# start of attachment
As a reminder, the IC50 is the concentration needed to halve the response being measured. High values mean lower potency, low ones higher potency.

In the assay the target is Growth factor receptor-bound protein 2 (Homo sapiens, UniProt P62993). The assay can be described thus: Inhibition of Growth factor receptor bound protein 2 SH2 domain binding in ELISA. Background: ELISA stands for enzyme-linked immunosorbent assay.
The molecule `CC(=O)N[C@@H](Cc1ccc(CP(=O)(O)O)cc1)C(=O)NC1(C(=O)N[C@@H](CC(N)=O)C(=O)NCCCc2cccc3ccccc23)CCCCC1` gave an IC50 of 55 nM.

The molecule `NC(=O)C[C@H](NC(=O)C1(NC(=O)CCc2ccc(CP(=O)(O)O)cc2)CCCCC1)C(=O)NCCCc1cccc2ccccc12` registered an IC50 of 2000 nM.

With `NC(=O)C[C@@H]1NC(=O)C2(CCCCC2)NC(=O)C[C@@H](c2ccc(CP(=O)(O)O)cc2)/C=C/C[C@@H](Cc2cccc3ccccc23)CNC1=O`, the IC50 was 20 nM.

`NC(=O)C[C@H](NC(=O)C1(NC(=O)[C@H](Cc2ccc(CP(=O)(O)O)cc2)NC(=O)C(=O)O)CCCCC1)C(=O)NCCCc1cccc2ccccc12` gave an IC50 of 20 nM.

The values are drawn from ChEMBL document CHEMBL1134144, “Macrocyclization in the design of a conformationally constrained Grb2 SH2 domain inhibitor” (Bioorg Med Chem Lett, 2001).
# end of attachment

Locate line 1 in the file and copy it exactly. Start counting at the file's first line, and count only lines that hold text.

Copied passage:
As a reminder, the IC50 is the concentration needed to halve the response being measured. High values mean lower potency, low ones higher potency.